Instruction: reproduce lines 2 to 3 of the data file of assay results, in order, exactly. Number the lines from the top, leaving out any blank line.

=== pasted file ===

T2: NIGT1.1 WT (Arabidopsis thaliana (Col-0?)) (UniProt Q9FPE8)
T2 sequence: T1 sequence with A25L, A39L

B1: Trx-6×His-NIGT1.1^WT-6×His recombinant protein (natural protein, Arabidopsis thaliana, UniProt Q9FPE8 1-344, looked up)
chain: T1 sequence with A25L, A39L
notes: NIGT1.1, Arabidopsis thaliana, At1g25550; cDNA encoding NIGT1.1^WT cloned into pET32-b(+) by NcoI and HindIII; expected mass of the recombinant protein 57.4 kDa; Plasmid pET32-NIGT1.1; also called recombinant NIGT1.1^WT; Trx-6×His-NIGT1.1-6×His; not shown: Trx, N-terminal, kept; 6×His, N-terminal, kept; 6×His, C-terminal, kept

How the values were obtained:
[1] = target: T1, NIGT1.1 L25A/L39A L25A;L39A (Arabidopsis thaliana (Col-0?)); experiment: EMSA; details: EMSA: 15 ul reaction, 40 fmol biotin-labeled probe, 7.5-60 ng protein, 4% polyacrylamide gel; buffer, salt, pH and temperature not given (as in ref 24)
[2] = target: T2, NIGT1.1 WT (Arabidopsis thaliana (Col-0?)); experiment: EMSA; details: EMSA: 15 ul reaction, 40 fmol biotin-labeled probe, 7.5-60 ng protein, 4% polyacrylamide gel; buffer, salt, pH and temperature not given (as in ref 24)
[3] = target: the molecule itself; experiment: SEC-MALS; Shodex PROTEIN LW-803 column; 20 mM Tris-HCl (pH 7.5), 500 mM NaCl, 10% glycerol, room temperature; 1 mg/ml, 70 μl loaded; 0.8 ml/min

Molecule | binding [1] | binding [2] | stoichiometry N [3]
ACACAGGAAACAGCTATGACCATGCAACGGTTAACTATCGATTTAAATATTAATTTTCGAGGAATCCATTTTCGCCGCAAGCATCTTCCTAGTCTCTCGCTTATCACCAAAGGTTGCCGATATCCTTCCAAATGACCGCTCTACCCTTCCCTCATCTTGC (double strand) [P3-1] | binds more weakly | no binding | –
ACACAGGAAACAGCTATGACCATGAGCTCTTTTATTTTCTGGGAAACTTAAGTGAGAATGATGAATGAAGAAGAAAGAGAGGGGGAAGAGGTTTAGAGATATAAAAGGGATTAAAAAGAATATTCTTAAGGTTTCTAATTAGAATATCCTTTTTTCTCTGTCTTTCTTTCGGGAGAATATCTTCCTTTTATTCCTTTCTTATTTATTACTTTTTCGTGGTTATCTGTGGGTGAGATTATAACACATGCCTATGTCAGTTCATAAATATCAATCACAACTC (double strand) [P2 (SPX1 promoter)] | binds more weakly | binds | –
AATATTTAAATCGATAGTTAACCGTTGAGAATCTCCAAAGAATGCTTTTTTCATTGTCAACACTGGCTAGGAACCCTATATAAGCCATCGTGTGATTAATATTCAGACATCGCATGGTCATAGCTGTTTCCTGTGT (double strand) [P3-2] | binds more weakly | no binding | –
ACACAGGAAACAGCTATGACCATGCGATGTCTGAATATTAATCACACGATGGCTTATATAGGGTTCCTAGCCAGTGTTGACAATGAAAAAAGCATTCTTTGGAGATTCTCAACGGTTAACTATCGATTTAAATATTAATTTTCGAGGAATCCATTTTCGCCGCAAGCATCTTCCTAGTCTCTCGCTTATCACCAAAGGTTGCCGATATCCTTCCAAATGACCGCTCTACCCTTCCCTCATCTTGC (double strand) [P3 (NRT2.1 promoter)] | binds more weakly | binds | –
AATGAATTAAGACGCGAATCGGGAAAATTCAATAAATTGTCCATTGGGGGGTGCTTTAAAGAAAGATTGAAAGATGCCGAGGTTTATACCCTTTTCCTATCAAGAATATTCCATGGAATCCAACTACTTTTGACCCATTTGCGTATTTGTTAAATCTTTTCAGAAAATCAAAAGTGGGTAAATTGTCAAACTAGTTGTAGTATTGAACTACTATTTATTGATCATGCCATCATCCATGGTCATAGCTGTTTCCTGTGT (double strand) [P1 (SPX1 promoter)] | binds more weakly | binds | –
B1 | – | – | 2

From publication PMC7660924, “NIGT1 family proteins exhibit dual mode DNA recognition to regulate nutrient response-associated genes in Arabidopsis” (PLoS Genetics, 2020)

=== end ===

T2 sequence: T1 sequence with A25L, A39L

B1: Trx-6×His-NIGT1.1^WT-6×His recombinant protein (natural protein, Arabidopsis thaliana, UniProt Q9FPE8 1-344, looked up)